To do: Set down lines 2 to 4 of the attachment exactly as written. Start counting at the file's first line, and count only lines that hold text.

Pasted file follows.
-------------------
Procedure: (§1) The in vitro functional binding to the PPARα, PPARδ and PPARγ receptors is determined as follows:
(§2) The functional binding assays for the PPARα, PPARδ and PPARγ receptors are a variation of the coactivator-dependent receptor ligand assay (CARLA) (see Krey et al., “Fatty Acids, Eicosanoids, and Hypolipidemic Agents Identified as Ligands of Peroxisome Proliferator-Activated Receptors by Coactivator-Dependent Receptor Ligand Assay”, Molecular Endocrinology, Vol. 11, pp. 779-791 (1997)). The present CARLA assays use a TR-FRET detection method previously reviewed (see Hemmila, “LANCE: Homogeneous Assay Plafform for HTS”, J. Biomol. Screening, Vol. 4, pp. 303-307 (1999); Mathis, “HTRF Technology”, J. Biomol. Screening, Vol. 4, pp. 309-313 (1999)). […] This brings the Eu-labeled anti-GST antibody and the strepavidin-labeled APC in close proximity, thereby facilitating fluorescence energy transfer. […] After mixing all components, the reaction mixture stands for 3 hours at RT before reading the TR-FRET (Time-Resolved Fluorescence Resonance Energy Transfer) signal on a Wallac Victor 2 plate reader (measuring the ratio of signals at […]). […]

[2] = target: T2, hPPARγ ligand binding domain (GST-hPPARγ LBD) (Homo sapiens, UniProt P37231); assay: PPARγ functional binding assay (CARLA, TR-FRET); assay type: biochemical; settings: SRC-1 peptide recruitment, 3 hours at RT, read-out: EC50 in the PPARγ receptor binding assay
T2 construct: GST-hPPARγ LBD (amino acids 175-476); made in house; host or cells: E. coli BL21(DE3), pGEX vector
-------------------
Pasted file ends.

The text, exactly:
(§2) The functional binding assays for the PPARα, PPARδ and PPARγ receptors are a variation of the coactivator-dependent receptor ligand assay (CARLA) (see Krey et al., “Fatty Acids, Eicosanoids, and Hypolipidemic Agents Identified as Ligands of Peroxisome Proliferator-Activated Receptors by Coactivator-Dependent Receptor Ligand Assay”, Molecular Endocrinology, Vol. 11, pp. 779-791 (1997)). The present CARLA assays use a TR-FRET detection method previously reviewed (see Hemmila, “LANCE: Homogeneous Assay Plafform for HTS”, J. Biomol. Screening, Vol. 4, pp. 303-307 (1999); Mathis, “HTRF Technology”, J. Biomol. Screening, Vol. 4, pp. 309-313 (1999)). […] This brings the Eu-labeled anti-GST antibody and the strepavidin-labeled APC in close proximity, thereby facilitating fluorescence energy transfer. […] After mixing all components, the reaction mixture stands for 3 hours at RT before reading the TR-FRET (Time-Resolved Fluorescence Resonance Energy Transfer) signal on a Wallac Victor 2 plate reader (measuring the ratio of signals at […]). […]

[2] = target: T2, hPPARγ ligand binding domain (GST-hPPARγ LBD) (Homo sapiens, UniProt P37231); assay: PPARγ functional binding assay (CARLA, TR-FRET); assay type: biochemical; settings: SRC-1 peptide recruitment, 3 hours at RT, read-out: EC50 in the PPARγ receptor binding assay
T2 construct: GST-hPPARγ LBD (amino acids 175-476); made in house; host or cells: E. coli BL21(DE3), pGEX vector